Last Friday, food products giant H.J. Heinz (HNZ: Charts, News) posted strong third quarter earnings that topped Wall Street estimates. Heinz posted GAAP-adjusted earnings of 88 cents per share, a 4.8% improvement over the prior year quarter’s 84 cents, which beat the average consensus by three cents. On a non-GAAP basis the company earned 95 cents per share. Heinz’s GAAP adjusted revenue of $2.92 billion, which was a 7.2% improvement over the $2.72 billion the prior year quarter, also beat the analysts’ average expectation of $2.89 billion. However, gross margin decreased 140 basis points to 36.4% while operating margin dipped 50 basis points to 15.6%. Net margin also dropped 30 basis points to 9.8%. These declines were attributed to rising food costs and inflation in emerging markets.
In addition to its flagship ketchup brand, Heinz produces a wide variety of condiments, sauces, frozen food, soups, pasta meals, infant nutrition and other food products. Heinz sells these products to everyday consumers as well as large scale food service providers. The company has a large global footprint, operating in five main business segments – North American Consumer Products, U.S. Food Service, Europe, Asia/Pacific, and Other International Markets (“Rest of the World”). In November 2010, Heinz increased its reach into China with the purchase of Foodstar, a local food company best known for its bean curd and soy sauces. In April 2011, the company expanded into Brazil by purchasing an 80% stake in Coniexpress, a local producer of ketchup and condiments.
Heinz’s third quarter results were notably strong in its “Rest of the World” segment, which increased its revenue by 112.4% to $242 million. Its Quero tomato sauce and ketchup brand, part of its Coniexpress acquisition, boosted sales by 86.6% in Latin America. To offset rampant Latin American inflation, which sunk many companies invested in the area, Heinz raised costs across the region, which increased its top line by 20.1% without adversely impacting sales. Volume on average for the segment increased 10.1% due to strong sales in Heinz ketchup and sauces in Latin America and other food products throughout the Middle East. However, a strong dollar impacted the bottom line, decreasing sales by 4.4%.
Heinz has slowly but steadily grown its top line for 27 straight quarters. The company’s gradual, deliberate expansion into Latin America and Asia keeps it well-poised to capitalize on the growth of emerging markets, which should offset future slowdown in North America and Europe. These new markets are expected to increase the company’s revenue substantially in the next few years. Kraft (KFT: Charts, News), Kellogg (K: Charts, News) and Unilever (UN: Charts, News) have also adopted similar strategies to increase their exposure to these emerging markets.
Heinz is also balancing its budget carefully. The company will shut down as many as eight production facilities and lay off 1,000 workers in the coming year to cut costs. CEO William Johnson stressed the importance of cutting costs and streamlining the company’s supply chain, stating, “Heinz has been focused this year on reducing fixed costs by increasing manufacturing efficiency, reducing overcapacity and streamlining our operations.” Johnson also emphasized the development of Project Keystone, the company’s first centralized European supply chain hub, which should improve the company’s efficiency in the troubled region.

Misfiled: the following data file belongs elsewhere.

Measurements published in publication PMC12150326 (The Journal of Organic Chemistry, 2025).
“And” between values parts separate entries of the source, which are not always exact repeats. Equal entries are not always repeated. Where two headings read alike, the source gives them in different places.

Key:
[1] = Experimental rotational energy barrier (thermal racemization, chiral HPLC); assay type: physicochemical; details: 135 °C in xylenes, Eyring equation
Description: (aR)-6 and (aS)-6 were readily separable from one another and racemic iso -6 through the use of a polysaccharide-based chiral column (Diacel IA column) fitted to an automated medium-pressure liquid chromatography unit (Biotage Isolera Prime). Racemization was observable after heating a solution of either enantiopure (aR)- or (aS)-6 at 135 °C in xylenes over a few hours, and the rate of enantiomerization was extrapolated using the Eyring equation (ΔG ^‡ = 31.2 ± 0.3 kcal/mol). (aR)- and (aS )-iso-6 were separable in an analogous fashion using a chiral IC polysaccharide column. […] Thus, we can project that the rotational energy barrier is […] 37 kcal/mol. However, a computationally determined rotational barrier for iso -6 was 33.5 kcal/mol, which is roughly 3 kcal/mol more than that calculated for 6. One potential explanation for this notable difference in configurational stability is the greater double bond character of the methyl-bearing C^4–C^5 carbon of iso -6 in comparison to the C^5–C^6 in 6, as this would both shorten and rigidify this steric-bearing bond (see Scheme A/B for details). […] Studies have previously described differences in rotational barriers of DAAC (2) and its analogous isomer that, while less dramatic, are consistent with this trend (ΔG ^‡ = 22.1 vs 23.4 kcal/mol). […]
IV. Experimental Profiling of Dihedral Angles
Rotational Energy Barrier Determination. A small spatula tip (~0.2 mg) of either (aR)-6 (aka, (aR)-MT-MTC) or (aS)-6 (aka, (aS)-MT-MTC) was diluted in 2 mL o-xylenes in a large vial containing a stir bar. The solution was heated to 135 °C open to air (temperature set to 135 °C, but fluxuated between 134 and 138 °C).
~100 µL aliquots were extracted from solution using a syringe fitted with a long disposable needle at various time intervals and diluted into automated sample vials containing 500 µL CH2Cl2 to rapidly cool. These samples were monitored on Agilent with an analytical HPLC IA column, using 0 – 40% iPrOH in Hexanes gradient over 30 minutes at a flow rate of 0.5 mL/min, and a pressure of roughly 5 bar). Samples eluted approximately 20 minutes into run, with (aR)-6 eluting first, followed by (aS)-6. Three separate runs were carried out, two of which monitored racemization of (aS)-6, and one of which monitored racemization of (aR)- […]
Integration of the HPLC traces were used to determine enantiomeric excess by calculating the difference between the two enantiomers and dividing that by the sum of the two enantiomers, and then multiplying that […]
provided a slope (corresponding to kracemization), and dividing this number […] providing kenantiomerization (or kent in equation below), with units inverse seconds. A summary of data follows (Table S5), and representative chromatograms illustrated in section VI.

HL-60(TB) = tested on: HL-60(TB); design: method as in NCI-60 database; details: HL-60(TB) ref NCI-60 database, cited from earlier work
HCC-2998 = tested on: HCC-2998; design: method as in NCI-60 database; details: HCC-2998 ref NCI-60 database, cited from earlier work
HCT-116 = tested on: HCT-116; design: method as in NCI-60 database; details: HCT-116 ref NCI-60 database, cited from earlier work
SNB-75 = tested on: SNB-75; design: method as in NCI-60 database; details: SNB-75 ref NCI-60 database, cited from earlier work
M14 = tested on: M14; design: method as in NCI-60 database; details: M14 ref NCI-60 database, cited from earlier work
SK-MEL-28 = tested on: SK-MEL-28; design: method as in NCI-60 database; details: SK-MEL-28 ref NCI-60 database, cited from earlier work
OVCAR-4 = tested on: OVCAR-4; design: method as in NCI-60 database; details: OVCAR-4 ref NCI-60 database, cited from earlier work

In addition to top and bottom line growth, Heinz offers a solid dividend yield of 3.7% for patient investors. The company increased its dividend by 14% over the past two years. Shares currently trade at 15.1 times forward earnings with a 5-year PEG ratio of 2.08. Although this means that there may not be explosive growth on the horizon, the company is a safe, stable bet for uncertain times.
Other News About HNZ
Heinz: Poised For Continued Growth And Stability
Is Heinz evolving into the next Kraft?
H.J. Heinz Beats Analyst Estimates on EPS
Heinz posts solid earnings on strong international numbers.
Other Stocks in the News
Kellogg Sees Cereal Sales Driven By Price, Not Volume
Is Kellogg sacrificing margins to pump up sales volume?
Tim Hortons: The Cheapest Large Cap Fast Food Stock
Is this overlooked restaurant stock a worthy investment?
Copyright 2011 by InvestorGuide.com, Inc. InvestorGuide has no control over the sites we link to, is not affiliated with these sites, and cannot take responsibility for their quality or suitability. The news, analysis, commentary and profile information is not meant to be comprehensive, and the data provided is not guaranteed to be accurate. WebFinance Inc., the publisher of this newsletter, is not a registered investment advisor or a broker/dealer. This is not a stock recommendation newsletter but rather a source for investment ideas, and we encourage you to fully research any company before considering investing. The opinions expressed herein are those of the author and do not necessarily represent the views of nor are they endorsed by WebFinance Inc.
No employee of WebFinance has owned or currently owns any shares in the company described above. The above is neither an offer nor solicitation to buy or sell any securities. The trading of securities may not be suitable for all potential readers of this newsletter, and the purchase of stocks mentioned in this newsletter may result in the loss of some or all of any investment made. We recommend that you consult a stockbroker or financial advisor before buying or selling securities or making investment decisions.
We are not responsible for claims made by advertisers and sponsors. Anyone who makes decisions based on what they read here does so at their own risk and cannot hold WebFinance Inc. (DBA InvestorGuide.com, Inc.) or its employees responsible.